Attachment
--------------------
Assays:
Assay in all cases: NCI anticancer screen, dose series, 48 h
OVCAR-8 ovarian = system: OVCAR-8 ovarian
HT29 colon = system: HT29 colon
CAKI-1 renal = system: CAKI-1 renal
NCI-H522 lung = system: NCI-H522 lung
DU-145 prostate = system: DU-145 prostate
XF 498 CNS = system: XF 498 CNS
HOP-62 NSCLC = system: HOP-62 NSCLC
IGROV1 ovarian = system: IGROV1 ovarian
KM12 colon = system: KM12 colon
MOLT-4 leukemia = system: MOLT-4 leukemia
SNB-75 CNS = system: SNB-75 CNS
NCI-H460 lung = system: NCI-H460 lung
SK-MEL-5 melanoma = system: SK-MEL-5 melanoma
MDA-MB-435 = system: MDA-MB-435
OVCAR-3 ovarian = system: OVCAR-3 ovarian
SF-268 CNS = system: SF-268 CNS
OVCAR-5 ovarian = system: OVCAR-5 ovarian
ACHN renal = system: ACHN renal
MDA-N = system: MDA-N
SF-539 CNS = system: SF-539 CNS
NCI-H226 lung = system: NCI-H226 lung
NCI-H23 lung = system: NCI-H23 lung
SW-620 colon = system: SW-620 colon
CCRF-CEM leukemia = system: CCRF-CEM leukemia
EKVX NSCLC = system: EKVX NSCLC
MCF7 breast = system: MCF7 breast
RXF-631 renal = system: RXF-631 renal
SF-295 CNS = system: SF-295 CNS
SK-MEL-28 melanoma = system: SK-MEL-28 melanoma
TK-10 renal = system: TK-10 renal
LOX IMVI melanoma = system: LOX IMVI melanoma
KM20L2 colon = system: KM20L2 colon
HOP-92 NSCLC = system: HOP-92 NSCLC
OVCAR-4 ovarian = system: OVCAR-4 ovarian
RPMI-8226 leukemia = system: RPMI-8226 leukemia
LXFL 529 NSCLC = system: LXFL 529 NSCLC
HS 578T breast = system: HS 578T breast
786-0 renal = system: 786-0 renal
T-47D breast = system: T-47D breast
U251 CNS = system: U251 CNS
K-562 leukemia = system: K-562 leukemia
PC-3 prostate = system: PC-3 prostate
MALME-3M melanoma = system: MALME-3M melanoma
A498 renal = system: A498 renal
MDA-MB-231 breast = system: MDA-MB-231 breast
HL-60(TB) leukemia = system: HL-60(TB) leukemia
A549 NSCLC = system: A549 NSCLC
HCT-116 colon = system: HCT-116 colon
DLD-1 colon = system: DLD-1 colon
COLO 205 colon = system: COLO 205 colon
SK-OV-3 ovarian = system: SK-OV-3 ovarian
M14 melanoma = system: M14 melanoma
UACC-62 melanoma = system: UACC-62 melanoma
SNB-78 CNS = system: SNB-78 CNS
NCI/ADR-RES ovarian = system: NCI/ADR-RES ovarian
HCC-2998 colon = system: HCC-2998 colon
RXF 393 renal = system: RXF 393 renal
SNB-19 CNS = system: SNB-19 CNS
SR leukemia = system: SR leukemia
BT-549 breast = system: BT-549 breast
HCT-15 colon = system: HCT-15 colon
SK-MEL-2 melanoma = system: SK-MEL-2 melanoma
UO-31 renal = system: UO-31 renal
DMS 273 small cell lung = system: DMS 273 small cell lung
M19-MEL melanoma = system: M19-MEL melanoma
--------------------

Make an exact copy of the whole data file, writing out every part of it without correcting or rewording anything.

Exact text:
Assays:
Assay in all cases: NCI anticancer screen, dose series, 48 h
OVCAR-8 ovarian = system: OVCAR-8 ovarian
HT29 colon = system: HT29 colon
CAKI-1 renal = system: CAKI-1 renal
NCI-H522 lung = system: NCI-H522 lung
DU-145 prostate = system: DU-145 prostate
XF 498 CNS = system: XF 498 CNS
HOP-62 NSCLC = system: HOP-62 NSCLC
IGROV1 ovarian = system: IGROV1 ovarian
KM12 colon = system: KM12 colon
MOLT-4 leukemia = system: MOLT-4 leukemia
SNB-75 CNS = system: SNB-75 CNS
NCI-H460 lung = system: NCI-H460 lung
SK-MEL-5 melanoma = system: SK-MEL-5 melanoma
MDA-MB-435 = system: MDA-MB-435
OVCAR-3 ovarian = system: OVCAR-3 ovarian
SF-268 CNS = system: SF-268 CNS
OVCAR-5 ovarian = system: OVCAR-5 ovarian
ACHN renal = system: ACHN renal
MDA-N = system: MDA-N
SF-539 CNS = system: SF-539 CNS
NCI-H226 lung = system: NCI-H226 lung
NCI-H23 lung = system: NCI-H23 lung
SW-620 colon = system: SW-620 colon
CCRF-CEM leukemia = system: CCRF-CEM leukemia
EKVX NSCLC = system: EKVX NSCLC
MCF7 breast = system: MCF7 breast
RXF-631 renal = system: RXF-631 renal
SF-295 CNS = system: SF-295 CNS
SK-MEL-28 melanoma = system: SK-MEL-28 melanoma
TK-10 renal = system: TK-10 renal
LOX IMVI melanoma = system: LOX IMVI melanoma
KM20L2 colon = system: KM20L2 colon
HOP-92 NSCLC = system: HOP-92 NSCLC
OVCAR-4 ovarian = system: OVCAR-4 ovarian
RPMI-8226 leukemia = system: RPMI-8226 leukemia
LXFL 529 NSCLC = system: LXFL 529 NSCLC
HS 578T breast = system: HS 578T breast
786-0 renal = system: 786-0 renal
T-47D breast = system: T-47D breast
U251 CNS = system: U251 CNS
K-562 leukemia = system: K-562 leukemia
PC-3 prostate = system: PC-3 prostate
MALME-3M melanoma = system: MALME-3M melanoma
A498 renal = system: A498 renal
MDA-MB-231 breast = system: MDA-MB-231 breast
HL-60(TB) leukemia = system: HL-60(TB) leukemia
A549 NSCLC = system: A549 NSCLC
HCT-116 colon = system: HCT-116 colon
DLD-1 colon = system: DLD-1 colon
COLO 205 colon = system: COLO 205 colon
SK-OV-3 ovarian = system: SK-OV-3 ovarian
M14 melanoma = system: M14 melanoma
UACC-62 melanoma = system: UACC-62 melanoma
SNB-78 CNS = system: SNB-78 CNS
NCI/ADR-RES ovarian = system: NCI/ADR-RES ovarian
HCC-2998 colon = system: HCC-2998 colon
RXF 393 renal = system: RXF 393 renal
SNB-19 CNS = system: SNB-19 CNS
SR leukemia = system: SR leukemia
BT-549 breast = system: BT-549 breast
HCT-15 colon = system: HCT-15 colon
SK-MEL-2 melanoma = system: SK-MEL-2 melanoma
UO-31 renal = system: UO-31 renal
DMS 273 small cell lung = system: DMS 273 small cell lung
M19-MEL melanoma = system: M19-MEL melanoma